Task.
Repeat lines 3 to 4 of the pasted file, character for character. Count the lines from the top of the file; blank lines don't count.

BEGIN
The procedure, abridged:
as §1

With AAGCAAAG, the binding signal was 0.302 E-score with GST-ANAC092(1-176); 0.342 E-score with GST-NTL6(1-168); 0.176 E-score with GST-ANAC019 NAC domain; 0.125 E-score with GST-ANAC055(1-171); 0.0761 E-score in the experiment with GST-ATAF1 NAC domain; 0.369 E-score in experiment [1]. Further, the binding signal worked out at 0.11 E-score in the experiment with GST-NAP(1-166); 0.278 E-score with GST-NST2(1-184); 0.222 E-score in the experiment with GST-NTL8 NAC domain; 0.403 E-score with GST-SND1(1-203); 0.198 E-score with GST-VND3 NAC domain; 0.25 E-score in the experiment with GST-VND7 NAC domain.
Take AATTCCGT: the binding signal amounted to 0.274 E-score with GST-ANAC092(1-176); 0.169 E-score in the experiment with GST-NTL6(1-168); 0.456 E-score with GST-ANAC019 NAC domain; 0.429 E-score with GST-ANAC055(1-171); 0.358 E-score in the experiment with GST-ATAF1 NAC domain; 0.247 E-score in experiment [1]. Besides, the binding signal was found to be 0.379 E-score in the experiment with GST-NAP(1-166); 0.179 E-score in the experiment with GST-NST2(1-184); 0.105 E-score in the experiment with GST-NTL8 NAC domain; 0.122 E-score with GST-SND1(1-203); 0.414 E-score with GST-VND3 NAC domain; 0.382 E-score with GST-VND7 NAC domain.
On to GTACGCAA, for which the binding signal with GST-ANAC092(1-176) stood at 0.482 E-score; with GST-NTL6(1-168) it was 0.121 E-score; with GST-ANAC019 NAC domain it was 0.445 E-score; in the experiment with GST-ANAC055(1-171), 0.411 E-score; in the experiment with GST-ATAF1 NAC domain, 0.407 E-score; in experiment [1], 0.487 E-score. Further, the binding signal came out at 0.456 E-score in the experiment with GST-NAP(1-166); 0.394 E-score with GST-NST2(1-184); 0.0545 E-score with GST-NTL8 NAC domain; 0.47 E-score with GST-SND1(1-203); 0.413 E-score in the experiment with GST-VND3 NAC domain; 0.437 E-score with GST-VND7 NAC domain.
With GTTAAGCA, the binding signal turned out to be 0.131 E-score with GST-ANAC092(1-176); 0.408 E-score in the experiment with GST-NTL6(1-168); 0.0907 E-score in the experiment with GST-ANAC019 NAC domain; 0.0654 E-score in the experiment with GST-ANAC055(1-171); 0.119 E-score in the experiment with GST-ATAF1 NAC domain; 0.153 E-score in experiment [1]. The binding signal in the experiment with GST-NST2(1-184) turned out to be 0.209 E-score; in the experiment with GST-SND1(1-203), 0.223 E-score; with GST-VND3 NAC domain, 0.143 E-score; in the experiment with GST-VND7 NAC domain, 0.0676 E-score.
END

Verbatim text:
With AAGCAAAG, the binding signal was 0.302 E-score with GST-ANAC092(1-176); 0.342 E-score with GST-NTL6(1-168); 0.176 E-score with GST-ANAC019 NAC domain; 0.125 E-score with GST-ANAC055(1-171); 0.0761 E-score in the experiment with GST-ATAF1 NAC domain; 0.369 E-score in experiment [1]. Further, the binding signal worked out at 0.11 E-score in the experiment with GST-NAP(1-166); 0.278 E-score with GST-NST2(1-184); 0.222 E-score in the experiment with GST-NTL8 NAC domain; 0.403 E-score with GST-SND1(1-203); 0.198 E-score with GST-VND3 NAC domain; 0.25 E-score in the experiment with GST-VND7 NAC domain.
Take AATTCCGT: the binding signal amounted to 0.274 E-score with GST-ANAC092(1-176); 0.169 E-score in the experiment with GST-NTL6(1-168); 0.456 E-score with GST-ANAC019 NAC domain; 0.429 E-score with GST-ANAC055(1-171); 0.358 E-score in the experiment with GST-ATAF1 NAC domain; 0.247 E-score in experiment [1]. Besides, the binding signal was found to be 0.379 E-score in the experiment with GST-NAP(1-166); 0.179 E-score in the experiment with GST-NST2(1-184); 0.105 E-score in the experiment with GST-NTL8 NAC domain; 0.122 E-score with GST-SND1(1-203); 0.414 E-score with GST-VND3 NAC domain; 0.382 E-score with GST-VND7 NAC domain.